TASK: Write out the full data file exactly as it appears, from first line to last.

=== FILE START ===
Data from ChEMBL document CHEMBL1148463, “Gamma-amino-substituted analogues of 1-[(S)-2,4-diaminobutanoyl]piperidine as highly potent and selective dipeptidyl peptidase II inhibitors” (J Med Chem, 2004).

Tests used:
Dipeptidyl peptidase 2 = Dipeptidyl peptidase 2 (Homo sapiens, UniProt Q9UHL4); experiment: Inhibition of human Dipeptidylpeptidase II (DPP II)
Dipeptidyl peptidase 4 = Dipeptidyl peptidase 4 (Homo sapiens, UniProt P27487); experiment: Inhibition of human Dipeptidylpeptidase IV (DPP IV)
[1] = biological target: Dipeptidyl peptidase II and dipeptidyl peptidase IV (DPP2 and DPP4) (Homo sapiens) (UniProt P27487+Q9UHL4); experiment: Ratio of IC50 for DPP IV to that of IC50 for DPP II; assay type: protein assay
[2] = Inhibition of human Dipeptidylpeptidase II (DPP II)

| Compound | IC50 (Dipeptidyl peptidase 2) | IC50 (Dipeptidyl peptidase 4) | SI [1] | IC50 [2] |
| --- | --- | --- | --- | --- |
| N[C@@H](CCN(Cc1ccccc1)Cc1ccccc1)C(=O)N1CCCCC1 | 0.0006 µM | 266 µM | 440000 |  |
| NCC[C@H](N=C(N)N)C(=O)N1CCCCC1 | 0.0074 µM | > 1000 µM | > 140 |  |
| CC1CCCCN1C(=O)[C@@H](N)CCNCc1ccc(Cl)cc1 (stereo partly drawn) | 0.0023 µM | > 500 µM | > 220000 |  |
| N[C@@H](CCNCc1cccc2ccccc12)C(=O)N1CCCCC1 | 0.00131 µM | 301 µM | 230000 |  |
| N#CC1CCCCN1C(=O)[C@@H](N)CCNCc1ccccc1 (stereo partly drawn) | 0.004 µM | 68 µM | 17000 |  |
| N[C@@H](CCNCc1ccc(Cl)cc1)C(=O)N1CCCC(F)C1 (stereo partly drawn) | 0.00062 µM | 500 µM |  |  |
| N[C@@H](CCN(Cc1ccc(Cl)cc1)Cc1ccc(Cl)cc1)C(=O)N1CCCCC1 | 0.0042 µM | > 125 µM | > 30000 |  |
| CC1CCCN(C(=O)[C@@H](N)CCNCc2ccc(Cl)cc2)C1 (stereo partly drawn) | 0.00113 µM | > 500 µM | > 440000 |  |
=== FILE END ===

Data from ChEMBL document CHEMBL1148463, “Gamma-amino-substituted analogues of 1-[(S)-2,4-diaminobutanoyl]piperidine as highly potent and selective dipeptidyl peptidase II inhibitors” (J Med Chem, 2004).

Tests used:
Dipeptidyl peptidase 2 = Dipeptidyl peptidase 2 (Homo sapiens, UniProt Q9UHL4); experiment: Inhibition of human Dipeptidylpeptidase II (DPP II)
Dipeptidyl peptidase 4 = Dipeptidyl peptidase 4 (Homo sapiens, UniProt P27487); experiment: Inhibition of human Dipeptidylpeptidase IV (DPP IV)
[1] = biological target: Dipeptidyl peptidase II and dipeptidyl peptidase IV (DPP2 and DPP4) (Homo sapiens) (UniProt P27487+Q9UHL4); experiment: Ratio of IC50 for DPP IV to that of IC50 for DPP II; assay type: protein assay
[2] = Inhibition of human Dipeptidylpeptidase II (DPP II)

| Compound | IC50 (Dipeptidyl peptidase 2) | IC50 (Dipeptidyl peptidase 4) | SI [1] | IC50 [2] |
| --- | --- | --- | --- | --- |
| N[C@@H](CCN(Cc1ccccc1)Cc1ccccc1)C(=O)N1CCCCC1 | 0.0006 µM | 266 µM | 440000 |  |
| NCC[C@H](N=C(N)N)C(=O)N1CCCCC1 | 0.0074 µM | > 1000 µM | > 140 |  |
| CC1CCCCN1C(=O)[C@@H](N)CCNCc1ccc(Cl)cc1 (stereo partly drawn) | 0.0023 µM | > 500 µM | > 220000 |  |
| N[C@@H](CCNCc1cccc2ccccc12)C(=O)N1CCCCC1 | 0.00131 µM | 301 µM | 230000 |  |
| N#CC1CCCCN1C(=O)[C@@H](N)CCNCc1ccccc1 (stereo partly drawn) | 0.004 µM | 68 µM | 17000 |  |
| N[C@@H](CCNCc1ccc(Cl)cc1)C(=O)N1CCCC(F)C1 (stereo partly drawn) | 0.00062 µM | 500 µM |  |  |
| N[C@@H](CCN(Cc1ccc(Cl)cc1)Cc1ccc(Cl)cc1)C(=O)N1CCCCC1 | 0.0042 µM | > 125 µM | > 30000 |  |
| CC1CCCN(C(=O)[C@@H](N)CCNCc2ccc(Cl)cc2)C1 (stereo partly drawn) | 0.00113 µM | > 500 µM | > 440000 |  |